Most players tend to have the misconception that Chinese rubbers are worse than European/Japanese rubbers just because they’re cheaper.
This is absolutely not the case. How effective a Table Tennis rubber is depends on what you use it for!
Table Tennis in China is played with a very different philosophy than in the west. Their techniques are molded around Chinese equipment.
Or you could say, Chinese equipment is molded around the Chinese philosophy.
If you’re used to playing with European rubbers and play with a Chinese rubber, then you might think they have no speed and they’re super hard.
If you give a European rubber to a player who uses Chinese rubbers, they’ll probably think that they’re super bouncy but you can’t control nor put real power on the ball.
It’s all about perspective. Each rubber type has its advantages and disadvantages.
ESN rubbers and Butterfly rubbers are more expensive. They’re primarily used in Korea, Japan, Europe, and the USA, with few exceptions.
This segmentation of the market makes it so that the country with the highest demand isn’t a big buyer of expensive rubbers, so ESN and Butterfly are dealing with fewer buyers.
If the whole world played with, for example, Butterfly rubbers, they could lower the price thanks to economies of scale. Having lower demand means they have to charge more for their products to get the same profit.
Each top brand, excluding Butterfly and DHS, has at best 5-10% of the market share… and the market isn’t even that big to begin with.
Research and Development costs
Table Tennis technology has evolved immensely over the years, especially when the ITTF has changed equipment rules such as increasing the ball size and the speed glue ban.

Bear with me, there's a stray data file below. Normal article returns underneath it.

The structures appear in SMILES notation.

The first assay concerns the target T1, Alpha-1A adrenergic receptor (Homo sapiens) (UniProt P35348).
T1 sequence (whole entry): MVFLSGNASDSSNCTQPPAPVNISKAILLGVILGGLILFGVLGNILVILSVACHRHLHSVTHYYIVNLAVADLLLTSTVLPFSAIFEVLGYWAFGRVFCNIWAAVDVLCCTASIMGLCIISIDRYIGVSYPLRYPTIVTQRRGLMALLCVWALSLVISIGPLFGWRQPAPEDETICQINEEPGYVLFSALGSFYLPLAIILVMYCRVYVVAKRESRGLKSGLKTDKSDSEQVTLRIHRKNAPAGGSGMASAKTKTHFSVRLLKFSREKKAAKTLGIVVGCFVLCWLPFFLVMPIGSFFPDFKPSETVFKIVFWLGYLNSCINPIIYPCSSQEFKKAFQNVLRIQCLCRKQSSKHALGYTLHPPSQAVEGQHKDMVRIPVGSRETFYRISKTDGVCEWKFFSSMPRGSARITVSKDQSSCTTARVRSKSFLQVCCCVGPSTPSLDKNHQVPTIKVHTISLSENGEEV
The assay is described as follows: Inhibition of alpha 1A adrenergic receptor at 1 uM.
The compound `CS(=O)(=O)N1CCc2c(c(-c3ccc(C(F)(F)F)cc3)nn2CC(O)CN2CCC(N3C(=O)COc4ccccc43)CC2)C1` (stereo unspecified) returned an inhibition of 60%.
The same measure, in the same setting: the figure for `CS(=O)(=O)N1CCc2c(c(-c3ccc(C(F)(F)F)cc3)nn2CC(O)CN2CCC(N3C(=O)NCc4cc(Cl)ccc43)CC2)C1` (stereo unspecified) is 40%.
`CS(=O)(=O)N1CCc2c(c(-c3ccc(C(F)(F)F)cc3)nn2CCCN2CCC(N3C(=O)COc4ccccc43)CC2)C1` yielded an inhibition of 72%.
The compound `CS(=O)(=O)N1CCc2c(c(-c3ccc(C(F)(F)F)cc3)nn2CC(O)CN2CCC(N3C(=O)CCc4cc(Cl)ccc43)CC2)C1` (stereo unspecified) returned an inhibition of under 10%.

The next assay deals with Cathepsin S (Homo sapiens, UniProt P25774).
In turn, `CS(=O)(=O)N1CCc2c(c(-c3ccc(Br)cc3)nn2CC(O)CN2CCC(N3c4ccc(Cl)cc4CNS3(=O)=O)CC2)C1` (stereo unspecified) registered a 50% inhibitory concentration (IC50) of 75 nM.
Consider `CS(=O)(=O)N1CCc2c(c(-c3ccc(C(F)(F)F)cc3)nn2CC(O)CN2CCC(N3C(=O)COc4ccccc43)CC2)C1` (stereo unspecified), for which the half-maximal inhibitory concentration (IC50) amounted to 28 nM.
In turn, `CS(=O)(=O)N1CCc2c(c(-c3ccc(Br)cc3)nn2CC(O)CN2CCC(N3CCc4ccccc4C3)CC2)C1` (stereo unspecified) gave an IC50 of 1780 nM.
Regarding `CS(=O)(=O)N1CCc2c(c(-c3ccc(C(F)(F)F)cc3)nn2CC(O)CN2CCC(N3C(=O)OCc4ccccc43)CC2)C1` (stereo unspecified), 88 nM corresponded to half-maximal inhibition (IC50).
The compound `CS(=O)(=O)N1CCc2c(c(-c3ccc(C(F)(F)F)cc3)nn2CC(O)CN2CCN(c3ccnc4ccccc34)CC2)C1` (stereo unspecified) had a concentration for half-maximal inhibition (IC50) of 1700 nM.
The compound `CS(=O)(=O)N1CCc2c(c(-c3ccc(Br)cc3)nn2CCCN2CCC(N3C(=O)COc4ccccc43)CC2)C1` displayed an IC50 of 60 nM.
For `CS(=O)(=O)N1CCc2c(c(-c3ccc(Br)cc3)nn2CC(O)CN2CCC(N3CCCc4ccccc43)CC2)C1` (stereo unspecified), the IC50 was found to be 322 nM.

Table Tennis rubbers are highly specialized equipment.
They are composed of special combinations of foam sponges and rubber topsheets which, when paired together, create tons of speed and spin.
It’s not easy to improve on the current models of Table Tennis rubbers but manufacturers never cease to amaze us with new blade and rubber models.
To achieve these advancements, there has to be a huge financial investment into research and development.
Manufacturers need to pay the salaries of scientists, finance top-end labs, and fund testing machinery.
There are scientists that work 9-5 every day trying to improve the current rubber models, testing different rubber compositions, new sponges and how they mesh together.
Research and development is also super risky. It’s a lot more likely to get a “normal” rubber than to come up with a real, practical innovation.
Even if they come up with a better rubber, it has to be within a reasonable cost for mass production.
The Stiga Cybershape blade is a perfect example of risk in R&D. Yes, I know it’s a blade and not a rubber!
For every Stiga Cybershape there is, there are tens of similar failed blade designs.
Some even make it to production, then sales are very low, manufacturers lose money then they go back to the tried and true designs.
The Cybershape was one of the only exceptions to this rule.